But once his wife was pregnant with Arianna—the couple’s now 9-year-old daughter—the Claremonter decided to start training again in order for his daughter to have the chance to see him compete. He also went to see a sports orthopedist that showed him how to work through the pain and eventually found himself in better shape than he was in before he suffered his injury.

Holmes is Claremont's second hurdler to win honors this year. CHS sophomore Kori Carter won a state championship in the 300-meter hurdles and was fourth in the 110-meter race. Carter also placed second in 400-meter hurdles at the USA Junior Outdoor Track & Field Championships in June.

Wednesday, August 20, 2008

The Amethyst Initiative: David Oxtoby is On Board

The Amethyst Initiative. It sounds soothing and beautiful and soft and loving. A carelessly tossed necklace on a wooden nightstand in a honey pool of Sunday morning sunshine. Or, as in the screenshot above from, it might be a pair of 30- or 40-something professors sharing a little apr├Ęs-lecture bubbly with a couple of coeds. (Oh. You say they aren't coeds? We say, "Card 'em.")

Actually, it's an effort by college presidents and chancellors to "rethink the drinking age". It began only last month, in July of 2008. If you somehow thought that this sounds like an initiative that Pomona College president David Oxtoby ought to get involved in, since his Alma Mater decision has now been ruled on by the New York Times, you would have thought right. He's already there:

"I support this initiative because it will allow our colleges to engage in real education of our students about responsible use of alcohol, as well as model moderate behavior. At present we are constrained only to talk about abstinence, since anything else is against the law. Treating college students as adults will help them to make more responsible decisions."

~David Oxtoby, Pomona College

He has signed on
with some 113 (as of this writing) other college presidents. At this time, no other 5C president has signed on. Probably the news hasn't made it to the hinterlands.

What has President Oxtoby committed his campus to do, apart from beginning to "engage in real education"?

"...Signing the statement commits you [the college president] to describing, as clearly and fully and compellingly as you can, the place of alcohol in your own campus community [that should be a great convocation]. Signing the statement, finally, commits you to making sure the discussions in which you are engaged, or which you will lead, are civil, informed, and dispassionate [none of those shrieking parents of dead children, killed by a drunk driver], weighing all evidence, excluding no credible participants [always, always keeping control of the guest list], and considering all policy alternatives, no matter how controversial, assuming that, once the discussion has run its course, and all voices have been heard, either policy and reality will be seen to be in alignment or policy will be changed to reflect reality more clearly." [here is the page this paragraph quotes]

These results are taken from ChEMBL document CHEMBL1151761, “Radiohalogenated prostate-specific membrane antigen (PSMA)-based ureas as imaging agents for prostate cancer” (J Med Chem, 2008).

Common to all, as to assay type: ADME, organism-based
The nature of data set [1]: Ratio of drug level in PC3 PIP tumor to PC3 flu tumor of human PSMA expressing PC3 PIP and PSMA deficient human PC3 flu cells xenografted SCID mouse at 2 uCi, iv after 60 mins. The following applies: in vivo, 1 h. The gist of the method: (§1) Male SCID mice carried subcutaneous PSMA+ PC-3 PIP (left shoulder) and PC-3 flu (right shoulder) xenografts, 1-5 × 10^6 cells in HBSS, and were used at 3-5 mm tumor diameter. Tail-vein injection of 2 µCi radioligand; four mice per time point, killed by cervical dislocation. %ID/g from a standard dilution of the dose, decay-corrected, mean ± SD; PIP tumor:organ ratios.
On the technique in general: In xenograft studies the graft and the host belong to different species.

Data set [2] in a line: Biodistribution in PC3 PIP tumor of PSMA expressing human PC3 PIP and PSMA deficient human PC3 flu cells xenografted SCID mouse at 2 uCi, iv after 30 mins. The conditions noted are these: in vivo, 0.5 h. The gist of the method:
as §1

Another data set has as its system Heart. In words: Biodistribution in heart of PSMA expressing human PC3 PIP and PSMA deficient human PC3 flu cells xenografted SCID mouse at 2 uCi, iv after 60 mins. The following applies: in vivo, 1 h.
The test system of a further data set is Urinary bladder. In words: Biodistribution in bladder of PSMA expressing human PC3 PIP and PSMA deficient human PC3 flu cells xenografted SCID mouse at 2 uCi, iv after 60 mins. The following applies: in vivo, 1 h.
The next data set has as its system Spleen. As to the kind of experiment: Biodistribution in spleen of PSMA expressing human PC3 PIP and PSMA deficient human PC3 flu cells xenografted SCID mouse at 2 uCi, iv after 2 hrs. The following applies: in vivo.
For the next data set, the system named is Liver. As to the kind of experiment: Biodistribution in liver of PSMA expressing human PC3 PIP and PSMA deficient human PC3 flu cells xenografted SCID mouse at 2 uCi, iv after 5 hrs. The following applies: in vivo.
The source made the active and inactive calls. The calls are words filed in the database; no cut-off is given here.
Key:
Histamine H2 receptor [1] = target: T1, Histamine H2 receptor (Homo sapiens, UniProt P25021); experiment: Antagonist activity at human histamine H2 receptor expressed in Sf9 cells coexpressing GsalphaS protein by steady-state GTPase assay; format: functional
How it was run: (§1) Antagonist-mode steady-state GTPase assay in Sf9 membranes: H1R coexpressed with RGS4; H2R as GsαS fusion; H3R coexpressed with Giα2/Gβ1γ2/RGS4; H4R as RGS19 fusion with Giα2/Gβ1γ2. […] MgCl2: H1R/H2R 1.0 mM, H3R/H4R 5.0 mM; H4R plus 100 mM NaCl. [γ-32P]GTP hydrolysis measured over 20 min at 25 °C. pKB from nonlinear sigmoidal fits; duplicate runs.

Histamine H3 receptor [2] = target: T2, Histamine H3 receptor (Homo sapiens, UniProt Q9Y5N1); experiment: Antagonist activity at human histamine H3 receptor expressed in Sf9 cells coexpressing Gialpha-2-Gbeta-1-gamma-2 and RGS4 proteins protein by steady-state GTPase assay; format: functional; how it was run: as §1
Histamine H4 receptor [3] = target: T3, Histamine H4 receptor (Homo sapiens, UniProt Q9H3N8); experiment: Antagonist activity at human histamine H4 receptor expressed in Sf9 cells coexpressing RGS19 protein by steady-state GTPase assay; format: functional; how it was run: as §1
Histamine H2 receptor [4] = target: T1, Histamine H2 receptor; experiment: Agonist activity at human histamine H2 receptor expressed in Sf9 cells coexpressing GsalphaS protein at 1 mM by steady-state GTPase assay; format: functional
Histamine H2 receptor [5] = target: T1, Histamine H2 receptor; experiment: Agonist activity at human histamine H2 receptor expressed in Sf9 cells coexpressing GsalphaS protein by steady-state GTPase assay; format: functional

It sounds as if the college presidents won't be changing the world on this topic. If their students want to drink, if the reality is a dozen or more per semester carried off to hospital on a gurney, well then let's change policy to reflect reality. Let's define the problem away.

The signers of the Amethyst Initiative believe that amending a provision of federal law relating to highway funds, and lowering the drinking age to 18, will solve their own problems with their students. This is in line with the magical thinking of the fable of Dionysus, Amethyst, and Diana that led to the naming of the initiative:

The word Amethyst is derived from the Ancient Greek words meaning “not intoxicated” (amethustos). According to mythology, Amethyst was a young girl who incurred the wrath of the God Dionysus after he became intoxicated with red wine. Amethyst cried to Goddess Diana for help. Diana immediately turned the girl into a white stone. Upon discovering what had happened Dionysus wept, and, as his tears fell into his goblet, the wine spilled over the white rock, turning it purple.

The purple gemstone amethyst was widely believed to be an antidote to the negative effects of intoxication. In Ancient Greece, drinking vessels and jewelry were often made of amethyst and used during feasts and celebrations to ward off drunkenness and to promote moderation.

Maybe they ought to follow the classical tradition and the suggestion of this 1997 post and just give out amethyst drinking cups to all frosh.

Magical Thinking.

Monday, August 18, 2008

PFF Faces 2nd Lawsuit

Rancho Cucamonga-based PFF Bank settled its shareholder lawsuit last week, potentially easing the way for its planned merger with FBOC, Inc., an Illinois banking concern.

As an article by the Daily Bulletin's Matt Wrye reported, the suit had alleged that PFF executives got rid of their company stock at a time when they knew they faced big losses from problem loans to builders and developers.

Wrye also informs us that PFF workers and retires have filed their own class action suit against the company: